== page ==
Yarra Bend Lunatic Asylum Cemetery

 

 

Early Map

 

Yarra Bend was the first permanent institution established in Victoria that was devoted to the treatment of the mentally ill. It opened in 1848 as a ward of the Asylum at Tarban Creek in New South Wales. It was not officially called Yarra Bend Asylum until July 1851 when the Port Phillip District separated from the Colony of New South Wales. Prior to the establishment of Yarra Bend, lunatic patients had been kept in the District's goals.

  Following on from information you sent on on the Yarra Bend [Lunatic] Asylum Cemetery I have been slowly trying to locate further information on it. The DHS (Dept of Human Services - Victoria) does not hold any records for the cemetery, nor does the National trust of Australia (Victoria), but the PROV [Public Records Office of Victoria] has a series file on the Asylum and I plan to read the files to see if any cemetery data is in the various correspondence files that make up the package of material.
  So far I have been told that there were over 1000 burials at the cemetery and also over 1200 burials in the cemetery before it closed. Total number not known at the moment. I spoke to the Melbourne General Cemetery regarding the exhumation and re-burials and they noted:

* most went to them over time and were buried in common grave/s

* those who wished, ie the families, could have their family member reinterred into a single grave and pay for it. It is believed a number of reinterred bodies were put into single graves. The common grave/of course had no head stone/s.

* trying to locate when the actual re-interments took place. It looks like it happened over time from the late 1880s onwards.

* the dates of the Yarra Bend Lunatic Asylum were from 1848 (opened) to 1905, then from 1905 to 1925 when a new Act came into operation noting the change of name to the Hospital For the Insane. New admissions ceased in 1924 with the Asylum officially closing in 1925. All remaining patients were transferred to the Mont Park facilities.

The records for the Asylum can be found at the PROV in VA 2839 - Yarra Bend (Asylum 1848-1905; Hospital for the Insane 1905-1925). There are quite a few files in this series. Of interest is that none list the cemetery with the DHS believing there is correspondence in this set of files regarding the closing of the cemetery and the re-internment of the bodies.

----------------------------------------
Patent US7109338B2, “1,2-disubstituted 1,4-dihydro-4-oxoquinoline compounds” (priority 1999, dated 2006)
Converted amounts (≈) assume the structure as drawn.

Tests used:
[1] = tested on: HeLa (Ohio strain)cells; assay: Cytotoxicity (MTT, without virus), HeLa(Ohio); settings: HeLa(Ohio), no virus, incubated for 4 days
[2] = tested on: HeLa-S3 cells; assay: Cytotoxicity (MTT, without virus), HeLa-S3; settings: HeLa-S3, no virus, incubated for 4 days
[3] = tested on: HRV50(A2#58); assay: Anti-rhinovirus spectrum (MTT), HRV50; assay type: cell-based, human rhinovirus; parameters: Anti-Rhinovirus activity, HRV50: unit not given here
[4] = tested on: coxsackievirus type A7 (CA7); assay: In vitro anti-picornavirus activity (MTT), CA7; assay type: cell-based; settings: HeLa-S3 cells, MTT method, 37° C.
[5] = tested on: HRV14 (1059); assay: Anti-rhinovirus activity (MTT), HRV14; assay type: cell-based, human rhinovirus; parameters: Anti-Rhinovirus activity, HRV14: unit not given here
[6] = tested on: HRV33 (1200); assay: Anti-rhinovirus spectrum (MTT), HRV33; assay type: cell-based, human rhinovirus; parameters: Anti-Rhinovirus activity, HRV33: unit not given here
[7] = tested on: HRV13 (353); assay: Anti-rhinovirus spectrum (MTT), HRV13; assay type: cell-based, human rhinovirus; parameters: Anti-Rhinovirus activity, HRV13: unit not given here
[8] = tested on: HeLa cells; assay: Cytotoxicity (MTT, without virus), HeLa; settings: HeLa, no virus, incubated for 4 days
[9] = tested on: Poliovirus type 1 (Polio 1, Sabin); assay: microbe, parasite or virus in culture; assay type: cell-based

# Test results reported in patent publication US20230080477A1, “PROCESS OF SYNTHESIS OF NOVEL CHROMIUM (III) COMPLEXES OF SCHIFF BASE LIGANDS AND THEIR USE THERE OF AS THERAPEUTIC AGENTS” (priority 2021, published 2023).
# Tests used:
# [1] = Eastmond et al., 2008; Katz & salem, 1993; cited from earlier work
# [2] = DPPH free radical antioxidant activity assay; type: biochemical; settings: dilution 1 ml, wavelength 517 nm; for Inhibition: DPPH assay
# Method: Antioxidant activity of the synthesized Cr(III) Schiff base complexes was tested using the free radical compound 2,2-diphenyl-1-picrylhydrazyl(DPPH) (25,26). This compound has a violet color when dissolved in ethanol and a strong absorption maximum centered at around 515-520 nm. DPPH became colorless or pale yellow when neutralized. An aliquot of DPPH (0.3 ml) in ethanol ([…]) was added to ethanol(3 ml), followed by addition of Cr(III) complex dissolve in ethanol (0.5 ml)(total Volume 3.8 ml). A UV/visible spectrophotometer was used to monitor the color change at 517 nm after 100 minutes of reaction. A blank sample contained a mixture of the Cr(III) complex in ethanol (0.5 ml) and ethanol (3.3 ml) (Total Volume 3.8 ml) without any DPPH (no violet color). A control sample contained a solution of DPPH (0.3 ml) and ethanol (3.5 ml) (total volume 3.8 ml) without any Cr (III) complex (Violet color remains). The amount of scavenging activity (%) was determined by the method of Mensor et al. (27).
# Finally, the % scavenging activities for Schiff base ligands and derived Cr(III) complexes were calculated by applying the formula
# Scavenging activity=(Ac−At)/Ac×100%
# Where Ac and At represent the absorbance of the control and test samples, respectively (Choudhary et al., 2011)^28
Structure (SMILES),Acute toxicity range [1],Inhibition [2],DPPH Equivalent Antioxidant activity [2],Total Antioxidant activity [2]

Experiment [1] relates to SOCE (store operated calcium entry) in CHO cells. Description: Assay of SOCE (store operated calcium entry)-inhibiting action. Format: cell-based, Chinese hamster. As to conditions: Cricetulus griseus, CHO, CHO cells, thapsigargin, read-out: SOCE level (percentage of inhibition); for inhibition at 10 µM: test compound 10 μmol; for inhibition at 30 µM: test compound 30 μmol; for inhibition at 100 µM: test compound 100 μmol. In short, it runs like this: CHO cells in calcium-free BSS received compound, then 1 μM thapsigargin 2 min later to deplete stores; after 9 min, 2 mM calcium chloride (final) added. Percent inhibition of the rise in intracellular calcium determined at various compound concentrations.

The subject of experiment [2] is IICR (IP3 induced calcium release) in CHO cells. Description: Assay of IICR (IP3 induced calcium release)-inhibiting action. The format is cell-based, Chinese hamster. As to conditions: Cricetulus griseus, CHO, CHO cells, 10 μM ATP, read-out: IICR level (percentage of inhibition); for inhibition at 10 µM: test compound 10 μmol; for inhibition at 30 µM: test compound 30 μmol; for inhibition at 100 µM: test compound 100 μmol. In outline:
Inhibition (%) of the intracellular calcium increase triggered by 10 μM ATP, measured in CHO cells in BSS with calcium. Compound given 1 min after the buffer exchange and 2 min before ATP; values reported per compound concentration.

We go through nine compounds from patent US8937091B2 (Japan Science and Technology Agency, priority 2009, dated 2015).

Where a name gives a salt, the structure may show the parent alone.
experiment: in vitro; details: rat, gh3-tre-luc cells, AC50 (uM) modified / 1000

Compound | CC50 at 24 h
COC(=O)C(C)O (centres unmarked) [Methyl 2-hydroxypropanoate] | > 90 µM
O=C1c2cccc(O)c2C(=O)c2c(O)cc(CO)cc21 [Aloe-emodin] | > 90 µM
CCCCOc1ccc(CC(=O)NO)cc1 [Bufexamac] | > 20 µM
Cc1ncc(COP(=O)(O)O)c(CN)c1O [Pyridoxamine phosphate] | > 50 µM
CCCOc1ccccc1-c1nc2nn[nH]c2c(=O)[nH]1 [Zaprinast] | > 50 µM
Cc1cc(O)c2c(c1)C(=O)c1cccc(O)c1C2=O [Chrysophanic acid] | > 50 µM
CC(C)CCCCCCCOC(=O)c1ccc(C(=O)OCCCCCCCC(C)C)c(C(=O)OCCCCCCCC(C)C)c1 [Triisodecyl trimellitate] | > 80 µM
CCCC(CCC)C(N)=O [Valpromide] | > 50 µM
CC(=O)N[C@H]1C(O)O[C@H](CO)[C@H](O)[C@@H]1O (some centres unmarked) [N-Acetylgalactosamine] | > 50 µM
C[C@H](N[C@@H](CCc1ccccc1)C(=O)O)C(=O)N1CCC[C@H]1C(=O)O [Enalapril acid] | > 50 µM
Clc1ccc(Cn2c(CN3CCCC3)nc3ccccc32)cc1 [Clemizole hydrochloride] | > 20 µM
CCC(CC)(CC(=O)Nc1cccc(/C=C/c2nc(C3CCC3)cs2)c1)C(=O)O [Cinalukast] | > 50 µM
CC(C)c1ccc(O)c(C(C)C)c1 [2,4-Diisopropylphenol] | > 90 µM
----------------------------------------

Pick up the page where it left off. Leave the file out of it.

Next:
This is just a brief overview of what I have found. What must be remembered is that the deaths listed on the Victorian Registry's CDs will have the death place as Northcote for the 1850s to 1870s as the Deputy Register was for the Northcote area and it picked up the registration of deaths from Yarra Bend. It was the place of registration that was used for death place. Later the death place was noted as Yarra Bend, Asylum or Yarra Bend, etc. So early burial records will be hard to locate unless you have the death certificates or know of the person.

Finally the PROV has as part of its on-line records the following Yarra Bend Asylum data via its web page; VPRS 7422P/1 Index to Male and Female Case Books with 108 pages of data on the web site. The pages are in alphabetical order. Unfortunately this is not the full list as I have a number of earlier deaths (death certificates) not listed on these 108 pages. You can get some indication of who was buried in the cemetery from the second last column on the page which notes what happened to the person (where known). Where it notes "died" and a date, there is a good chance they were buried in the cemetery. These on-line records seem to be from the 1880's onwards. The early years of the asylum are not listed. You can access the records at www.prov.vic.gov.au and go through the screens to search the on-line records.

  This is one of those hard to locate cemetery records, cemetery. The cemetery no longer exists as currently the area of the Yarra Bend Asylum is part of a large park run by Parks Victoria with the old cemetery being located on the river flats near the practice fairway of the golf course there. It is also felt that not all bodies were exhumed, but this needs to be proven. Parks Victoria are looking at this issue.
It is interesting that the records for this large number of burials and cemetery are not easily available.

 
David Weatherill
Email: djweath@bigpond.net.au
Bundoora, Victoria, Australia

 

 

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